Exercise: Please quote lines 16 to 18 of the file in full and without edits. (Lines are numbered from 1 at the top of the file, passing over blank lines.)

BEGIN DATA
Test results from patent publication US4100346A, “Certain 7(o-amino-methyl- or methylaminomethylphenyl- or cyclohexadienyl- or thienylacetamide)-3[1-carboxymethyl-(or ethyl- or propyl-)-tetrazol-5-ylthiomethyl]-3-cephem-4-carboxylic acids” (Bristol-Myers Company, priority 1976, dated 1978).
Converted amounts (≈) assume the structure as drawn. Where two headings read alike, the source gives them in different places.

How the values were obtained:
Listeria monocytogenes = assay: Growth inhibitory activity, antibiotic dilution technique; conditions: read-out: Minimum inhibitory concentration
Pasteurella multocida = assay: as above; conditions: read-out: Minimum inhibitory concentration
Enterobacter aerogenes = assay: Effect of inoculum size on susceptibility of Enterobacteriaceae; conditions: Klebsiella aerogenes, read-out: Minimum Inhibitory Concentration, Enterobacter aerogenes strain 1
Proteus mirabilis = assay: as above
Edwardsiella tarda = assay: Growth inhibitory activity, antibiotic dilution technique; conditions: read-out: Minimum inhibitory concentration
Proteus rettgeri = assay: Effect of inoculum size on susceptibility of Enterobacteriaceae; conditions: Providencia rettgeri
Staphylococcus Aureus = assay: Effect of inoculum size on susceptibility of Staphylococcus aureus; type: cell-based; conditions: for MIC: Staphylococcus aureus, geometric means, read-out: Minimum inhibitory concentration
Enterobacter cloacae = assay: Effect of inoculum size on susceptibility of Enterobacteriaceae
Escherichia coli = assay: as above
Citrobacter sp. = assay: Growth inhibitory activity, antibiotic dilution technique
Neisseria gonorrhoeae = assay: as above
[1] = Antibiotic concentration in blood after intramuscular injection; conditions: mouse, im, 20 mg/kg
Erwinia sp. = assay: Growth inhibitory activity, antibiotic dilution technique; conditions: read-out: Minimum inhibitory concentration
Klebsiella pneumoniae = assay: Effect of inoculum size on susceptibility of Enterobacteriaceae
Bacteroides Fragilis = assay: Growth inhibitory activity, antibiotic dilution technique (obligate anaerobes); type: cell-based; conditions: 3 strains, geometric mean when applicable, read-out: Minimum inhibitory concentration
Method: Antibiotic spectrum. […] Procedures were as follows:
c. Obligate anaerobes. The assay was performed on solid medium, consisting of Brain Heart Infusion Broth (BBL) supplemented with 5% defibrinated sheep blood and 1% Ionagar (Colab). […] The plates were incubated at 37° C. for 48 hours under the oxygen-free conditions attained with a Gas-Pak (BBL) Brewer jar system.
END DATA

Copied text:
Erwinia sp. = assay: Growth inhibitory activity, antibiotic dilution technique; conditions: read-out: Minimum inhibitory concentration
Klebsiella pneumoniae = assay: Effect of inoculum size on susceptibility of Enterobacteriaceae
Bacteroides Fragilis = assay: Growth inhibitory activity, antibiotic dilution technique (obligate anaerobes); type: cell-based; conditions: 3 strains, geometric mean when applicable, read-out: Minimum inhibitory concentration